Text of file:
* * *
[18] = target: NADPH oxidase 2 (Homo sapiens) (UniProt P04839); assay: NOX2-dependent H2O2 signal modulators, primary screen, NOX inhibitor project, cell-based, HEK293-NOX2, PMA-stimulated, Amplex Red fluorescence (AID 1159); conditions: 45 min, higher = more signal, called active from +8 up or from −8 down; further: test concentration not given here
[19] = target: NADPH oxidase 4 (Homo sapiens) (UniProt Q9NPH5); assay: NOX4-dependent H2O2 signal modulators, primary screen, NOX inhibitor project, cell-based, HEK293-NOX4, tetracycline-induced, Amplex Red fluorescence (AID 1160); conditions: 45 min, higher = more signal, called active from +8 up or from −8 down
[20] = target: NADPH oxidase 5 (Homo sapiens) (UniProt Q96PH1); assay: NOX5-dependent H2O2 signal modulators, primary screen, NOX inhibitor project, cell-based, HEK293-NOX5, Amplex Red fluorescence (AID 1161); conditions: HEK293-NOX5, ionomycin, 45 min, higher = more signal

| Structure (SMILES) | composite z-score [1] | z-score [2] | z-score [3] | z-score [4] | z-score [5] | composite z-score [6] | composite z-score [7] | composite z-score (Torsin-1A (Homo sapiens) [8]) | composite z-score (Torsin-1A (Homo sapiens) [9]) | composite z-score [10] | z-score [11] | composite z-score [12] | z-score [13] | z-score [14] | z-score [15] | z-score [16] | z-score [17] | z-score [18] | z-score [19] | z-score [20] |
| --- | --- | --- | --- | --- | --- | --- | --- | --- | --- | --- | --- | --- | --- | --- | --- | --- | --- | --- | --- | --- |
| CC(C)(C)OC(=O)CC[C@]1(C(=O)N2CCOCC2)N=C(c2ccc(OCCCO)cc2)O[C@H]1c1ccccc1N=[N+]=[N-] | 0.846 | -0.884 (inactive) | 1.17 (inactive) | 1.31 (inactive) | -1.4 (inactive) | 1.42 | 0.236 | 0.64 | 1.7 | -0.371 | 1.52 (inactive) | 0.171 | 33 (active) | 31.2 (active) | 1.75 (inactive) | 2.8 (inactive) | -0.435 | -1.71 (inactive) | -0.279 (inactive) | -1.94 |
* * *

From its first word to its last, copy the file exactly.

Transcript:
[18] = target: NADPH oxidase 2 (Homo sapiens) (UniProt P04839); assay: NOX2-dependent H2O2 signal modulators, primary screen, NOX inhibitor project, cell-based, HEK293-NOX2, PMA-stimulated, Amplex Red fluorescence (AID 1159); conditions: 45 min, higher = more signal, called active from +8 up or from −8 down; further: test concentration not given here
[19] = target: NADPH oxidase 4 (Homo sapiens) (UniProt Q9NPH5); assay: NOX4-dependent H2O2 signal modulators, primary screen, NOX inhibitor project, cell-based, HEK293-NOX4, tetracycline-induced, Amplex Red fluorescence (AID 1160); conditions: 45 min, higher = more signal, called active from +8 up or from −8 down
[20] = target: NADPH oxidase 5 (Homo sapiens) (UniProt Q96PH1); assay: NOX5-dependent H2O2 signal modulators, primary screen, NOX inhibitor project, cell-based, HEK293-NOX5, Amplex Red fluorescence (AID 1161); conditions: HEK293-NOX5, ionomycin, 45 min, higher = more signal

| Structure (SMILES) | composite z-score [1] | z-score [2] | z-score [3] | z-score [4] | z-score [5] | composite z-score [6] | composite z-score [7] | composite z-score (Torsin-1A (Homo sapiens) [8]) | composite z-score (Torsin-1A (Homo sapiens) [9]) | composite z-score [10] | z-score [11] | composite z-score [12] | z-score [13] | z-score [14] | z-score [15] | z-score [16] | z-score [17] | z-score [18] | z-score [19] | z-score [20] |
| --- | --- | --- | --- | --- | --- | --- | --- | --- | --- | --- | --- | --- | --- | --- | --- | --- | --- | --- | --- | --- |
| CC(C)(C)OC(=O)CC[C@]1(C(=O)N2CCOCC2)N=C(c2ccc(OCCCO)cc2)O[C@H]1c1ccccc1N=[N+]=[N-] | 0.846 | -0.884 (inactive) | 1.17 (inactive) | 1.31 (inactive) | -1.4 (inactive) | 1.42 | 0.236 | 0.64 | 1.7 | -0.371 | 1.52 (inactive) | 0.171 | 33 (active) | 31.2 (active) | 1.75 (inactive) | 2.8 (inactive) | -0.435 | -1.71 (inactive) | -0.279 (inactive) | -1.94 |